This week, the UN General Assembly is debating a resolution proposing improvements to the Security Council's working methods, including the use of the veto. One important theme of the proposed resolution is the need to improve the ways in which the Security Council mandates, discusses and monitors peace operations. To coincide with this debate, the Center on International Cooperation is publishing a new paper by Alexandra Novosseloff and Richard Gowan entitled Security Council Working Methods and UN Peace Operations: The Case of Chad and the Central African Republic.
Recent months have seen increasing interest in the idea that Rio+20 could be the launch pad for a new set of ‘Sustainable Development Goals’ (SDGs). But what would SDGs cover, what would a process to define and then implement them look like, and what would some of the key political challenges be? This briefing sets out a short summary of current thinking on the issue, followed by thoughts about the way forward.
The report makes recommendations designed to strengthen the capacity of countries emerging from conflict to make a successful transition to sustainable peace. These recommendations fit within a framework called OPEN: Ownership, Partnerships, Expertise and Nimble. They seek to:
Alex Strick van Linschoten and Felix Kuehn are researchers and writers based in Kandahar. They have worked in Afghanistan since 2006, focusing on the Taliban insurgency and the history of southern Afghanistan over the past four decades. This paper published by CIC, expands on the following key findings:
On September 17, 2014 CIC Director Barnett Rubin spoke on a panel at the Woodrow Wilson Center. The event accompanied the launch of a report which examines the impact of US policy on a nuclear agreement on the Middle East. For more information on the event and report, please visit the Woodrow Wilson Center.
On September 4-5, 2014 CIC partnered with Saferworld and the Permanent Mission of Mexico to host a policy roundtable entitled Global Perspectives on Peaceful and Inclusive Societies and the Post-2015 Framework: A Dialogue between Experts and Member States. A small group of experts from India, Turkey, South Africa, Brazil, and Ethiopia gathered in New York to discuss peace and governance issues in a development context during a day-long discussion on September 4th.
On June 15-17, 2014 CIC partnered with Wilton Park, the Norwegian Ministry of Foreign Affairs, the Dutch Ministry of Foreign Affairs, and the French Ministry of Defense to host a discussion on various aspects of peace operations.
Partnerships are expected to play a critical role in sharing the knowledge, expertise, technology and financial resources that will support the achievement of the Sustainable Development Goals. This report analyzes the role that global platforms and partnerships can play in catalyzing delivery of the new goals, brining together actors from multiple sectors behind a common set of objectives, enabling each other to play to their strengths and maximizing the contribution of others.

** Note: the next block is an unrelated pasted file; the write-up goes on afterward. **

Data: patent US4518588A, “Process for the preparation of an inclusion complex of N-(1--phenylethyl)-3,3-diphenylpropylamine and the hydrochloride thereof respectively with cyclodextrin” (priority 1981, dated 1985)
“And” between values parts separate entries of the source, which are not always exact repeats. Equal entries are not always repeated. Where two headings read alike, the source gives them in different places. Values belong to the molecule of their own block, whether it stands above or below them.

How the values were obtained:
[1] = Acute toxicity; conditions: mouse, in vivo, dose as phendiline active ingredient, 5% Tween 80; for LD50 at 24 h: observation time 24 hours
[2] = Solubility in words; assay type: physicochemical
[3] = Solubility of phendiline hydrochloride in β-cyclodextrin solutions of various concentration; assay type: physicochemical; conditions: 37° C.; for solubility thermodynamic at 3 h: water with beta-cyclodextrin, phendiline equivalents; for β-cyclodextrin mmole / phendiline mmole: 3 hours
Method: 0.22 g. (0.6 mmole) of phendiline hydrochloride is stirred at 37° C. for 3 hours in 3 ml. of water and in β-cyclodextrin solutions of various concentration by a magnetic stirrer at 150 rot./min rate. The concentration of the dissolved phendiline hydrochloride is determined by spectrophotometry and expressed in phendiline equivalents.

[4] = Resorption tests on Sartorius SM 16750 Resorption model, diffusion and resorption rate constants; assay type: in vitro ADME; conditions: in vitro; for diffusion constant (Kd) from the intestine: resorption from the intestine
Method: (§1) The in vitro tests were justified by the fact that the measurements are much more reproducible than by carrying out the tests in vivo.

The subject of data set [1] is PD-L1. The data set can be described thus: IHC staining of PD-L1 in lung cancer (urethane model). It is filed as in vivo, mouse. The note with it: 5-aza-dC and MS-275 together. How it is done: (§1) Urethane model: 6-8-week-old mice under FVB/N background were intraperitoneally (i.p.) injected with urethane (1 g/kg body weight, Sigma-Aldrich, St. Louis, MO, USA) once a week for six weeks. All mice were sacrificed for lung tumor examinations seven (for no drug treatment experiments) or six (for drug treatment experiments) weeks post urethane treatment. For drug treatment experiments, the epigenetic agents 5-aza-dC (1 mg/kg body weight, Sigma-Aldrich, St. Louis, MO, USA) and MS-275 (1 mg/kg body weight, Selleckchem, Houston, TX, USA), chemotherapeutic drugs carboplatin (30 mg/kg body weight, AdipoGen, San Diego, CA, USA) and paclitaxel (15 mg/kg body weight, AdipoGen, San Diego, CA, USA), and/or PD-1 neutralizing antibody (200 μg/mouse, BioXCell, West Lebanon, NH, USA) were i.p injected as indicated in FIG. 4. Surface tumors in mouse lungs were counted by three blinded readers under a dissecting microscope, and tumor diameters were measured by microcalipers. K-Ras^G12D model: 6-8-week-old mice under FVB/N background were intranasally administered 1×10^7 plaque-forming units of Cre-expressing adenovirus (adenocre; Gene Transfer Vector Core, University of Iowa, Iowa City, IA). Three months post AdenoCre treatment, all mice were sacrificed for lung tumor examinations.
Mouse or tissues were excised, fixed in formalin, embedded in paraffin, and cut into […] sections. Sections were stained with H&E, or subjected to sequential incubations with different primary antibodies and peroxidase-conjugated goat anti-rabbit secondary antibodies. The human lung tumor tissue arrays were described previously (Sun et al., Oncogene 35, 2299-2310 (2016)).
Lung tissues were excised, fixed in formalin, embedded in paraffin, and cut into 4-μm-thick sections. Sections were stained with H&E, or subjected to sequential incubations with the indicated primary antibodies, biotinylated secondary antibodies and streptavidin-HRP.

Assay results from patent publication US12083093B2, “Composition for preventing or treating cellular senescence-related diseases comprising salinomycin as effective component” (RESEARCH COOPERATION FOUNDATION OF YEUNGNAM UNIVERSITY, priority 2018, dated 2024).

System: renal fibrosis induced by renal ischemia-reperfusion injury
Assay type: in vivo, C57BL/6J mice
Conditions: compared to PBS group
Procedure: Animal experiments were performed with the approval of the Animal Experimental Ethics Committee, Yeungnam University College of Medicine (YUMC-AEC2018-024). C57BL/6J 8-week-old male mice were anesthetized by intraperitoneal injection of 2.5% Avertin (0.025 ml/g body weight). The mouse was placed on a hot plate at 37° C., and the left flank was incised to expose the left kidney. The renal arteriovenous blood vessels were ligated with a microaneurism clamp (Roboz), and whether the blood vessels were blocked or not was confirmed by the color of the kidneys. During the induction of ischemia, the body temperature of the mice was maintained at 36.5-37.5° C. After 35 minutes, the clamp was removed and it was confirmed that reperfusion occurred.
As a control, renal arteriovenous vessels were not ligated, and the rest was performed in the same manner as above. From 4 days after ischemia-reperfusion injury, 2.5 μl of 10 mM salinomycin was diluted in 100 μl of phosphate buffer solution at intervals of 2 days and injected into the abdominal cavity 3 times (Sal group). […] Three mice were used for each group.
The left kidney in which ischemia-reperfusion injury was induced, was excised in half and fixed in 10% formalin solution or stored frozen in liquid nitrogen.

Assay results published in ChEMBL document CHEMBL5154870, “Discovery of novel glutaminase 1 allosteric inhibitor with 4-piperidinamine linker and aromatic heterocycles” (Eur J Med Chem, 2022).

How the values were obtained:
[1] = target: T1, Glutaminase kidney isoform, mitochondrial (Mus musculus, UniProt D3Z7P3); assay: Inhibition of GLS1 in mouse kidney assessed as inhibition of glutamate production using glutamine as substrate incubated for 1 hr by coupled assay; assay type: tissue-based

The Bureau d’Études, de Recherches, et Consulting International (BERCI) and the Congo Research Group (CRG) at New York University conducted a nationally representative political opinion poll across the Democratic Republic of the Congo. Between May and September 2016, researchers interviewed 7,545 people in face-to-face interviews. Some of our main findings can be found in our report Impasse in the Congo: What do People Think?
Few if any Taliban leaders say they want to re-establish the Islamic Emirate or revive the policies that drew the world’s opprobrium upon them when they controlled the Afghan state in the 1990s.That is the conclusion drawn in this report by Borhan Osman of the Afghanistan Analysts Network and Anand Gopal, author of No Good Men Among the Living: America, the Taliban, and the War through Afghan Eyes from interviews with members of the Taliban’s political wing and analysis of the movement’s official publications.
The Global Peace Operations Review is a website providing analysis and data on the spectrum of issues surrounding global peace and security, including civilian-led peacemaking and peacebuilding as well as uniformed peacekeeping by the United Nations, regional organizations and ad-hoc coalitions. The site’s objective is to contribute to the effectiveness of all peace operations.
We seek to provide the most comprehensive overview of multilateral contributions to conflict prevention, peacemaking, peacekeeping, and post-conflict peacebuilding. In doing so, we seek to integrate thematic and cross-cutting issues including, but not limited to, the women, peace and security agenda and countering violent extremism.
The India-U.S. relationship is presently stronger than at anytime in their history. The twin summits – less than six months apart – in September 2014 and January 2015 between President Barack Obama and Prime Minister Narendra Modi have repaired, revived and revitalized the strategic partnership. Yet there remain several hurdles to deepening the relationship, notably, geopolitical differences over Iran, Russia, Syria and India’s membership of various nuclear and missile export control regimes. Perhaps the most formidable of these in terms of immediacy and proximity is the resolution of the Iranian nuclear challenge.
Recent months have seen increasing interest in the idea that Rio+20 could be the launch pad for a new set of ‘Sustainable Development Goals’ (SDGs). But what would SDGs cover, what would a process to define and then implement them look like, and what would some of the key political challenges be? This short briefing sets out a short summary of current thinking on the issue, followed by thoughts about the way forward.